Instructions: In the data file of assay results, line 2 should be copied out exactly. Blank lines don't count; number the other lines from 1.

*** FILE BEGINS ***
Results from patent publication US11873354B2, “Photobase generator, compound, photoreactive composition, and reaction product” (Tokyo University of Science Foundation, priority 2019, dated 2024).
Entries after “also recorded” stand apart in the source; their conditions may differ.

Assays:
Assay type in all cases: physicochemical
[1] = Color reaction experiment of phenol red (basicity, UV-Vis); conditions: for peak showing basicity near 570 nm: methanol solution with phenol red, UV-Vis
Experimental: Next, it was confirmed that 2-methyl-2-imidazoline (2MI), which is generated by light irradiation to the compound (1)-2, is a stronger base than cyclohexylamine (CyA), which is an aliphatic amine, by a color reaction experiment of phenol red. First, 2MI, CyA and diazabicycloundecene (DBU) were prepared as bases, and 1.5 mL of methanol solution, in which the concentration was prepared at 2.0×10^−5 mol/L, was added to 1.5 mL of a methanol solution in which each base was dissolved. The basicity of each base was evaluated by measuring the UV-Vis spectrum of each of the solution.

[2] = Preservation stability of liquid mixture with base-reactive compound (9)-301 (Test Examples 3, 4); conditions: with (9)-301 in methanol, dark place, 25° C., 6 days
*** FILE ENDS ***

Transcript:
Entries after “also recorded” stand apart in the source; their conditions may differ.